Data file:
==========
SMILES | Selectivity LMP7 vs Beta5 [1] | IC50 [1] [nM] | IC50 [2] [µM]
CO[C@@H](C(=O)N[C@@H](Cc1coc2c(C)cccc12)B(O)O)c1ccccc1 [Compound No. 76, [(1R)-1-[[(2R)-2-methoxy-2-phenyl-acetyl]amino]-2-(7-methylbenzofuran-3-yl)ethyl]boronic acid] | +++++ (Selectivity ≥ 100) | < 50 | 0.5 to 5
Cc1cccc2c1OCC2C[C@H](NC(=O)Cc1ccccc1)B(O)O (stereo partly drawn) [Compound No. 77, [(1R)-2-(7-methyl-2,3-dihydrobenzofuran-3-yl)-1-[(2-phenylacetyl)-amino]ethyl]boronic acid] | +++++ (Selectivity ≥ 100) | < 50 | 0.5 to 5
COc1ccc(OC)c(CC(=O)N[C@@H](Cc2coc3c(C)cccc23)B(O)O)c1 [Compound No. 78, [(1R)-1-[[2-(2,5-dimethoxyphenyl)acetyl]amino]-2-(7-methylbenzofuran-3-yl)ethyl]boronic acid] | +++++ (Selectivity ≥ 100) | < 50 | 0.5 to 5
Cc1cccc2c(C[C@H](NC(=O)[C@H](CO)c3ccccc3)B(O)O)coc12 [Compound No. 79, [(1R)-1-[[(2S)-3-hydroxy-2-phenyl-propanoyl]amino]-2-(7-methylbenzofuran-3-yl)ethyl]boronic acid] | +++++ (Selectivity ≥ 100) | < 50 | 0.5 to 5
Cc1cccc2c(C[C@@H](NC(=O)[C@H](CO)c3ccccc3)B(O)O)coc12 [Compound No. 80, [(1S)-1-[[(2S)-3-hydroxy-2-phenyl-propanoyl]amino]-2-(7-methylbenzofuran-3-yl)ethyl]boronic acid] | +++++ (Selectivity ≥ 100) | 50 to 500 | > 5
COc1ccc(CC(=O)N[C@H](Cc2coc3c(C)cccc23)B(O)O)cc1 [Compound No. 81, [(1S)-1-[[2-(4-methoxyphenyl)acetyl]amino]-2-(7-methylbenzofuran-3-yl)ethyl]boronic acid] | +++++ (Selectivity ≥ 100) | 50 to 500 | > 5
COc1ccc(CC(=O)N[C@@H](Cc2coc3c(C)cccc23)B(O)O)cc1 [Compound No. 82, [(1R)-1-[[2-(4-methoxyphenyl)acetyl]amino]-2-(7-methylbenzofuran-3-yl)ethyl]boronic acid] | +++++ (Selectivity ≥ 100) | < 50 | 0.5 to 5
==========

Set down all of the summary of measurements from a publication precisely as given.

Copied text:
SMILES | Selectivity LMP7 vs Beta5 [1] | IC50 [1] [nM] | IC50 [2] [µM]
CO[C@@H](C(=O)N[C@@H](Cc1coc2c(C)cccc12)B(O)O)c1ccccc1 [Compound No. 76, [(1R)-1-[[(2R)-2-methoxy-2-phenyl-acetyl]amino]-2-(7-methylbenzofuran-3-yl)ethyl]boronic acid] | +++++ (Selectivity ≥ 100) | < 50 | 0.5 to 5
Cc1cccc2c1OCC2C[C@H](NC(=O)Cc1ccccc1)B(O)O (stereo partly drawn) [Compound No. 77, [(1R)-2-(7-methyl-2,3-dihydrobenzofuran-3-yl)-1-[(2-phenylacetyl)-amino]ethyl]boronic acid] | +++++ (Selectivity ≥ 100) | < 50 | 0.5 to 5
COc1ccc(OC)c(CC(=O)N[C@@H](Cc2coc3c(C)cccc23)B(O)O)c1 [Compound No. 78, [(1R)-1-[[2-(2,5-dimethoxyphenyl)acetyl]amino]-2-(7-methylbenzofuran-3-yl)ethyl]boronic acid] | +++++ (Selectivity ≥ 100) | < 50 | 0.5 to 5
Cc1cccc2c(C[C@H](NC(=O)[C@H](CO)c3ccccc3)B(O)O)coc12 [Compound No. 79, [(1R)-1-[[(2S)-3-hydroxy-2-phenyl-propanoyl]amino]-2-(7-methylbenzofuran-3-yl)ethyl]boronic acid] | +++++ (Selectivity ≥ 100) | < 50 | 0.5 to 5
Cc1cccc2c(C[C@@H](NC(=O)[C@H](CO)c3ccccc3)B(O)O)coc12 [Compound No. 80, [(1S)-1-[[(2S)-3-hydroxy-2-phenyl-propanoyl]amino]-2-(7-methylbenzofuran-3-yl)ethyl]boronic acid] | +++++ (Selectivity ≥ 100) | 50 to 500 | > 5
COc1ccc(CC(=O)N[C@H](Cc2coc3c(C)cccc23)B(O)O)cc1 [Compound No. 81, [(1S)-1-[[2-(4-methoxyphenyl)acetyl]amino]-2-(7-methylbenzofuran-3-yl)ethyl]boronic acid] | +++++ (Selectivity ≥ 100) | 50 to 500 | > 5
COc1ccc(CC(=O)N[C@@H](Cc2coc3c(C)cccc23)B(O)O)cc1 [Compound No. 82, [(1R)-1-[[2-(4-methoxyphenyl)acetyl]amino]-2-(7-methylbenzofuran-3-yl)ethyl]boronic acid] | +++++ (Selectivity ≥ 100) | < 50 | 0.5 to 5